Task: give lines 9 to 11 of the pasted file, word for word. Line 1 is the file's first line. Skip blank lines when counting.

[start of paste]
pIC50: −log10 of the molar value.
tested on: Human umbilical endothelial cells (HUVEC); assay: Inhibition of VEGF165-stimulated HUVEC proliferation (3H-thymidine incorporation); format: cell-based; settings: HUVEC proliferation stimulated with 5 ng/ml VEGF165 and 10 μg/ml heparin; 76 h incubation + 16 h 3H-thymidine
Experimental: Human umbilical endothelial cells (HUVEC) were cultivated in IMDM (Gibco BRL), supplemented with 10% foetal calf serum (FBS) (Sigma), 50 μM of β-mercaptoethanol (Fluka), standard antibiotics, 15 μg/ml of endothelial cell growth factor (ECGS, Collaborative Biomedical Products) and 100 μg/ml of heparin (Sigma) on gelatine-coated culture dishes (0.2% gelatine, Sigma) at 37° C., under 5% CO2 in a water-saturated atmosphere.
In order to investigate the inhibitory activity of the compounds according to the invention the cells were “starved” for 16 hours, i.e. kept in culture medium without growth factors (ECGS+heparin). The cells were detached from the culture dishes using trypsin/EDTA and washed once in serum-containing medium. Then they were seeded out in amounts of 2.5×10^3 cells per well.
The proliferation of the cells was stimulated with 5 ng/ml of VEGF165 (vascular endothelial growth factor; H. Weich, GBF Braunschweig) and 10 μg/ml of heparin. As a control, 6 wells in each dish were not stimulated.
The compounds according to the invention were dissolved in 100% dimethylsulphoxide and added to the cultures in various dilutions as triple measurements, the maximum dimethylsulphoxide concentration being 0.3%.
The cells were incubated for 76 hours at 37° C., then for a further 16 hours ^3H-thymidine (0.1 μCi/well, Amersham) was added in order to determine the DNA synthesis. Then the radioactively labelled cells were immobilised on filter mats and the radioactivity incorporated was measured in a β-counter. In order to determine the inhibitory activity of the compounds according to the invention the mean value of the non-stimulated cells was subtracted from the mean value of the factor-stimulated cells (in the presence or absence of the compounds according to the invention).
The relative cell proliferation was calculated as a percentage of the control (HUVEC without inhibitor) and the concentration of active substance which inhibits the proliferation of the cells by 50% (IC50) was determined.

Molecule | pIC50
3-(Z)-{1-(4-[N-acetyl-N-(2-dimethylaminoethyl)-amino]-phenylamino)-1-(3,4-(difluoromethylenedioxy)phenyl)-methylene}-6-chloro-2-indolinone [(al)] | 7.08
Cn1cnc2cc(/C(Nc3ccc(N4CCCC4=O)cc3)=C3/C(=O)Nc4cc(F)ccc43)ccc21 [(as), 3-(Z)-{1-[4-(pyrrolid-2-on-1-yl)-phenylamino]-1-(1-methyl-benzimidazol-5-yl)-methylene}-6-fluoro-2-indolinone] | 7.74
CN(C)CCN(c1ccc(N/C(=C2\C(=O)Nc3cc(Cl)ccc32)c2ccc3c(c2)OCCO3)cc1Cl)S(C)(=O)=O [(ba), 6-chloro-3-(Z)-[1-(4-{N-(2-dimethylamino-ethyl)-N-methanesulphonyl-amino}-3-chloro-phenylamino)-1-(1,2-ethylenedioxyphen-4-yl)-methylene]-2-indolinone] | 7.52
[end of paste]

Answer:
Molecule | pIC50
3-(Z)-{1-(4-[N-acetyl-N-(2-dimethylaminoethyl)-amino]-phenylamino)-1-(3,4-(difluoromethylenedioxy)phenyl)-methylene}-6-chloro-2-indolinone [(al)] | 7.08
Cn1cnc2cc(/C(Nc3ccc(N4CCCC4=O)cc3)=C3/C(=O)Nc4cc(F)ccc43)ccc21 [(as), 3-(Z)-{1-[4-(pyrrolid-2-on-1-yl)-phenylamino]-1-(1-methyl-benzimidazol-5-yl)-methylene}-6-fluoro-2-indolinone] | 7.74